I just hope that we can keep all the plates spinning and don’t end up with a Greek wedding scenario!


Repository week

From 1st – 5th June is repository week when colleagues can come together to learn more about the repository and how it will contribute to the information infrastructure of the institution.

Projects that are supported by the repository include an Open Access research archive and research administration; reusable learning objects/Open Educational Resources and Personal Curriculum Creation and provision of distance learning.

The final programme of events is yet to be finalised but will be a series of learning lunches at Headingley and Old Broadcasting House. For more information or to register your interest please contact Nick Sheppard or Kirsty Maw.

A new era

In my last post I suggested that Repository News would be mothballed now that the final report has been submitted (still not published but soon!). However, our JISC funding was for a start-up project and we are still very much nurturing our neonate repository which, like a human infant, still has a lot of growing up to do.  I enjoy blogging and it seems rather artificial to start again so, like an infuriating parent sending a round-robin at Christmas, here is my first update of the new era.

All in all the little fella is doing very well though we were very disappointed to miss out on enhancement funding from uncle JISC – bid feedback was positive and stressed just how competitive the call had been. All is not lost, however, and we’ve just learned of institutional success in the recent JISC call for the Open Educational Resources programme; Unicycle will be underway very soon and will necessarily use our intraLibrary repository which should put us in a very good position with respect to JORUM – also based on intraLibrary of course – and I’ve already implemented the JORUM metadata template (with permission). The repository will also be an integral component of the PC3 project funded under the e-Learning Capital programme which is already underway.  In addition,  we intend to submit a bid for the rapid innovation call – the #jiscri projects are relatively small scale timetabled for just 6 months, but it would be very nice to get one; the deadline is Wednesday so it’s fingers crossed (again!).  Finally, there may also be a project in the pipeline with the NHS looking at deposit into multiple repositories using SWORD.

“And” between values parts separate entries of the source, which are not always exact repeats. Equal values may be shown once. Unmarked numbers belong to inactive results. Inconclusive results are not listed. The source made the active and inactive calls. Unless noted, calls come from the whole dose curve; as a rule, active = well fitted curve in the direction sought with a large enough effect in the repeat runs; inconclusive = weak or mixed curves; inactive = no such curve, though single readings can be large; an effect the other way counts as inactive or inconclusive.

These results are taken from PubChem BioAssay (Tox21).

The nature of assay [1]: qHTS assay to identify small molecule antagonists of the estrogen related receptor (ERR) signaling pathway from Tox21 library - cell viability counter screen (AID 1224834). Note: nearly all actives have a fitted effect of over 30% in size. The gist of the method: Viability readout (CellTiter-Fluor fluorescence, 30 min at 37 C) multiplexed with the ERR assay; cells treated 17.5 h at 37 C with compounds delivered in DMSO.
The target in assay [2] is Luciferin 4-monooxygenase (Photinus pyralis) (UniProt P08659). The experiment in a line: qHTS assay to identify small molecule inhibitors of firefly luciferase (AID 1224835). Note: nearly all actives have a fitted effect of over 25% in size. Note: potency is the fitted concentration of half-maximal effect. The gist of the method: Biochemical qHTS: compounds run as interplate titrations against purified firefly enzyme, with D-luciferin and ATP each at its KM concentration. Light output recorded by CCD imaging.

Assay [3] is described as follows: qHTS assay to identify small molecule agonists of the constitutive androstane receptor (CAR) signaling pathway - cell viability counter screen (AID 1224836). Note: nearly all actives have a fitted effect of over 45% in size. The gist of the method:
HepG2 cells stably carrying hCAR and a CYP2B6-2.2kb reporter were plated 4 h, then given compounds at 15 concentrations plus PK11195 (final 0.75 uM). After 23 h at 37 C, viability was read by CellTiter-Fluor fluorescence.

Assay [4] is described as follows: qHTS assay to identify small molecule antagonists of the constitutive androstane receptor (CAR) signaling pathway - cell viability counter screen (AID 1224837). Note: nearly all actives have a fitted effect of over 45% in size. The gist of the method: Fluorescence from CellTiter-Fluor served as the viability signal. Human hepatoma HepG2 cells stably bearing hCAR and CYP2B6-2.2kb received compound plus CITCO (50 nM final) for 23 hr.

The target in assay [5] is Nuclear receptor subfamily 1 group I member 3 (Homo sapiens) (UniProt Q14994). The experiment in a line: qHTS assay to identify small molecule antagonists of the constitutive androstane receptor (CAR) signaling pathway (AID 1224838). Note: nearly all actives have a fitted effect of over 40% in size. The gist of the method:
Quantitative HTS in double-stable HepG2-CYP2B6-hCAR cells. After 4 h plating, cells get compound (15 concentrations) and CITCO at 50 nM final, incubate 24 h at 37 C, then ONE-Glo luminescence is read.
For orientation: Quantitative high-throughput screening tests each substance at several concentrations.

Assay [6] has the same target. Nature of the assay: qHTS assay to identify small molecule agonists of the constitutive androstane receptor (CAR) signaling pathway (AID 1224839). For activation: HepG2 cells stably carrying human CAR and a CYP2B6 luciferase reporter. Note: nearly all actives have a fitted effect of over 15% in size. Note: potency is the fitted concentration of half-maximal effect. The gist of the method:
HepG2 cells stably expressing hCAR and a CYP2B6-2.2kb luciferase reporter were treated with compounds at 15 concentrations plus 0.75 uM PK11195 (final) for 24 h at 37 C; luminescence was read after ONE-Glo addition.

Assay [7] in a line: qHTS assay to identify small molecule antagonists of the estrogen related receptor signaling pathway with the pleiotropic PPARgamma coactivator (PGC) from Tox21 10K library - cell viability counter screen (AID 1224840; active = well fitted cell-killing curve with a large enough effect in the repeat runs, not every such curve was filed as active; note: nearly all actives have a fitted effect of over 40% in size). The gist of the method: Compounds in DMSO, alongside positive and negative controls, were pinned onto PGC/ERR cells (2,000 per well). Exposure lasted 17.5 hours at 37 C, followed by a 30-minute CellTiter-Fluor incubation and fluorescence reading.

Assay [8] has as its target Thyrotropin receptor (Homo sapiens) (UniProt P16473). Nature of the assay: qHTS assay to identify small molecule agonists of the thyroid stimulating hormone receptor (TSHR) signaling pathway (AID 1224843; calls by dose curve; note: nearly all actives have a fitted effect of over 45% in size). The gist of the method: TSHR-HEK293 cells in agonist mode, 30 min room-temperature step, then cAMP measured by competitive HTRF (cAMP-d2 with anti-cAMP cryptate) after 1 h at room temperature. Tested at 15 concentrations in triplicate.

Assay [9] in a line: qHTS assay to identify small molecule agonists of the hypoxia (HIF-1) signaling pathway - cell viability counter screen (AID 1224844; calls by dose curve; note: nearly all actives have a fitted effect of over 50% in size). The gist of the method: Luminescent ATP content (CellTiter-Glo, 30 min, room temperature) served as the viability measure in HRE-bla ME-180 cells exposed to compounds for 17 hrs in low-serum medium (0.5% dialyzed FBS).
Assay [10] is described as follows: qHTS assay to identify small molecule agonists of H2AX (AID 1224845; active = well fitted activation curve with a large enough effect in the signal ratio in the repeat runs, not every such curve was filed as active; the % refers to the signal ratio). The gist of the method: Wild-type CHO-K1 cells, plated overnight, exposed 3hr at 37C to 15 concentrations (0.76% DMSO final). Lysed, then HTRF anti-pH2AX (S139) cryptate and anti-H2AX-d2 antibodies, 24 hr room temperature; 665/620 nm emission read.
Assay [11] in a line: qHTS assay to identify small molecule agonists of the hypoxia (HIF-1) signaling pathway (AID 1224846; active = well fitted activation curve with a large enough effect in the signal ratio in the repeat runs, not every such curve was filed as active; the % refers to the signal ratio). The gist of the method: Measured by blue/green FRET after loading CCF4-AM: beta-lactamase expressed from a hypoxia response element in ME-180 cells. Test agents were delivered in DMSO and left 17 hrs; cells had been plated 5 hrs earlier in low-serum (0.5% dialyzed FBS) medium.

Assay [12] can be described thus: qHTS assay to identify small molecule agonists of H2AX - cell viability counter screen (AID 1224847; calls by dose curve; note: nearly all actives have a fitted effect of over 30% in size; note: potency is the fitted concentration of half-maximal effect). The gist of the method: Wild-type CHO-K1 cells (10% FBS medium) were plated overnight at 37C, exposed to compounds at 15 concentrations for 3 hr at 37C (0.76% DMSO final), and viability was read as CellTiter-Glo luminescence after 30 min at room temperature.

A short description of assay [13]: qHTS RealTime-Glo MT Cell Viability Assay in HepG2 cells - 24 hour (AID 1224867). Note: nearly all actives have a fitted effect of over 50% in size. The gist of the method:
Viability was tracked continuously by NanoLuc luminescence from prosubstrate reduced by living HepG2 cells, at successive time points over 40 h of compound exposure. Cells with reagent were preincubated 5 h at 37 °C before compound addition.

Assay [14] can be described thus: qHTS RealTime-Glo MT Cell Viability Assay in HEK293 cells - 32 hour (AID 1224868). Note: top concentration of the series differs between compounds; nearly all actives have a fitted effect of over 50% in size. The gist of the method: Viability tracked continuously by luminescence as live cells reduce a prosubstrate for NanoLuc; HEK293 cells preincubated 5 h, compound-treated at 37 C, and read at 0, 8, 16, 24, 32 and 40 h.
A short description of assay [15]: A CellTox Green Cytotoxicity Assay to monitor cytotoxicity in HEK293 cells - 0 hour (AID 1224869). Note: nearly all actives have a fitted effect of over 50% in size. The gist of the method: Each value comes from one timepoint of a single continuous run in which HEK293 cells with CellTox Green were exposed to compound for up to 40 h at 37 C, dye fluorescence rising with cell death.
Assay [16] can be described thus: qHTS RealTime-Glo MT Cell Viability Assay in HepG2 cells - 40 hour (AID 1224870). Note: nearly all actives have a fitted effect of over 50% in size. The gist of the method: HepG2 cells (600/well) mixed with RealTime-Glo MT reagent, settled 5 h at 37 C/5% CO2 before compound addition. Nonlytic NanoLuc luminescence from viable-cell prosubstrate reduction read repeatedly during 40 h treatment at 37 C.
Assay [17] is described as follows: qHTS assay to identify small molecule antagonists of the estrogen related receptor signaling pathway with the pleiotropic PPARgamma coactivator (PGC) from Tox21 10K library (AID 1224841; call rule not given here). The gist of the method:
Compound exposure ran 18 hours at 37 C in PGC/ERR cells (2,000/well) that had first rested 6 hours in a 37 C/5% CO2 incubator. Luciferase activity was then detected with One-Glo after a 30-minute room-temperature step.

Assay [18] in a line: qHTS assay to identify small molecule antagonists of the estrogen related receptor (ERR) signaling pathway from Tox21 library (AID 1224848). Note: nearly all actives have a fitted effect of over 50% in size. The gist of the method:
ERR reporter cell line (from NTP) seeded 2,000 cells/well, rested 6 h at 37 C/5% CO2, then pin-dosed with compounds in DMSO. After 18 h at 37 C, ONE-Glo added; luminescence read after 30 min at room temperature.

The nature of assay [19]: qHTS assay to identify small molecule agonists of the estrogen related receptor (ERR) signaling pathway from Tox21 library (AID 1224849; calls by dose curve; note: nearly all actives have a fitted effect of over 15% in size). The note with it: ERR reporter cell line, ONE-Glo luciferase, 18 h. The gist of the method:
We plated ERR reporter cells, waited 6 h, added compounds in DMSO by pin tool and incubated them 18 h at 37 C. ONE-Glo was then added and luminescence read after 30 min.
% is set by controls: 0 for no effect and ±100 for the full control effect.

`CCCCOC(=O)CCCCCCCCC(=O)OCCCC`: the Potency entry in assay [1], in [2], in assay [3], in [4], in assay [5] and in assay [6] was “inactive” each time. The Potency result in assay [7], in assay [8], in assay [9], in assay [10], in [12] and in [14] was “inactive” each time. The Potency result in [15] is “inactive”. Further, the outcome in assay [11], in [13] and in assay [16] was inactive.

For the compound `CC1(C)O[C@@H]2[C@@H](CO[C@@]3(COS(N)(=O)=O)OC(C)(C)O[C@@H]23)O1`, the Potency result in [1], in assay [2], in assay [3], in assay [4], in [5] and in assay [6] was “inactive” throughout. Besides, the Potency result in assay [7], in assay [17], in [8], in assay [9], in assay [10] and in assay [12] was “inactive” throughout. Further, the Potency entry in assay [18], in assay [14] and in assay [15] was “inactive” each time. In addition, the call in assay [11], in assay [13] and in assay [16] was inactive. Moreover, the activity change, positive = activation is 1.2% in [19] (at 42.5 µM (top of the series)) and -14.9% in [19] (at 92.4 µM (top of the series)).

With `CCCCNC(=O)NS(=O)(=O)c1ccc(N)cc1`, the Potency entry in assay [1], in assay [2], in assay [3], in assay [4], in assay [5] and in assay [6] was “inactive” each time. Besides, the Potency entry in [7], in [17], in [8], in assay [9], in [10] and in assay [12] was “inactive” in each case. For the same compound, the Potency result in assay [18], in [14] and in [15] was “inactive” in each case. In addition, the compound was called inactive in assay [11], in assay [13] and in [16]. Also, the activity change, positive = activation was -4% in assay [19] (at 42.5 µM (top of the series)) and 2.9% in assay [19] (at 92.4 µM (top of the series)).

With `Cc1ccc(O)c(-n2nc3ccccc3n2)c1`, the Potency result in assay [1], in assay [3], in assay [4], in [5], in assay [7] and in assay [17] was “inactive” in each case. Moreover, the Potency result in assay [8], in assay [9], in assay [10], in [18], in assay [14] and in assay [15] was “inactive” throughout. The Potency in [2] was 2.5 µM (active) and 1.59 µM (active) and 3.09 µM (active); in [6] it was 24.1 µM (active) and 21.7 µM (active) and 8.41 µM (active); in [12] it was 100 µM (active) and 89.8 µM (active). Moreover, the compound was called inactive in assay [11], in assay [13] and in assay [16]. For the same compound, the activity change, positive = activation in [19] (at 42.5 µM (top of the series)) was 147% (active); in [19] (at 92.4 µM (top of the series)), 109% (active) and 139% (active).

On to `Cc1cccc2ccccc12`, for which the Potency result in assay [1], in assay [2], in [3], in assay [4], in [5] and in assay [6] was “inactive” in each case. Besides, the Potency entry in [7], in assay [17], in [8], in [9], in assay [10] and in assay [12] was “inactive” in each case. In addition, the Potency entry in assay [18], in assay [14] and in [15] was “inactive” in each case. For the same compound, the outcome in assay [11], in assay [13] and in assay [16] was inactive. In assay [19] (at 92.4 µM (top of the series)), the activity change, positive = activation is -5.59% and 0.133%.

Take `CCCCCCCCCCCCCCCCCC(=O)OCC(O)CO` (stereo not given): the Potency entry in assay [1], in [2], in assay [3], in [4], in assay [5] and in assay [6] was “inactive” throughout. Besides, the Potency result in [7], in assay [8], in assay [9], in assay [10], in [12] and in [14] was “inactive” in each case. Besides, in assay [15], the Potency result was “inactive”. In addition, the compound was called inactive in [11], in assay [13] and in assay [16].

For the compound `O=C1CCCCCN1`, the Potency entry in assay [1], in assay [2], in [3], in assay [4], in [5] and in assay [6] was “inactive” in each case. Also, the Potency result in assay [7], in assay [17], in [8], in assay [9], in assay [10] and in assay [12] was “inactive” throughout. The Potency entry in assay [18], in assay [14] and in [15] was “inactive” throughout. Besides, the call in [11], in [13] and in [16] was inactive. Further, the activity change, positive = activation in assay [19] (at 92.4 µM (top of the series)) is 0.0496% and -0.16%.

The difficulty is knowing where to start!  In terms of OA research the search interface still needs a lot of work to integrate advanced search; we also need to ensure that we are properly indexed by Google and I’m ashamed to say that I am yet to register with the Open Archives Initiative. Then there is the small matter of advocacy and full text content.  We also need to integrate with SFX, our URL resolver.

I want to look at using the repository for the CLA digitisation service emulating what Keele are doing with intraLibrary and a functioning PowerLink to the VLE would be nice, something like MrCute2 and more work around the conceptual PERSoNA outputs.

We have a meeting next week to discuss priorities and project management activities over the coming months which promises to be a headache inducing affair.

PC3 Project

On Monday I attended the launch of Leeds Met’s most recent JISC finded project headed by Janet Finlay; PC3 – Personalised Curricullum Creation through Coaching – and was very excited by the fact that The Repository will be an integral component:

In a nutshell the project focuses on new markets of part-time work-based learners and the idea that traditional curriculum design, with its focus on institutionally-defined content, will not necessarily meet the specific requirements of such learners, who need provision that can be rapidly adapted to their particular and changing requirements. Instead, learners need to be able to design their own curricula and access provision at the level and within the time frame they need.

As illustrated by the diagram above this will be facilitated, in part, by a “Learning Bank” which will provide remote access to resources and will build on our 3 ongoing repository projects.

For more information visit the PC3 project blog.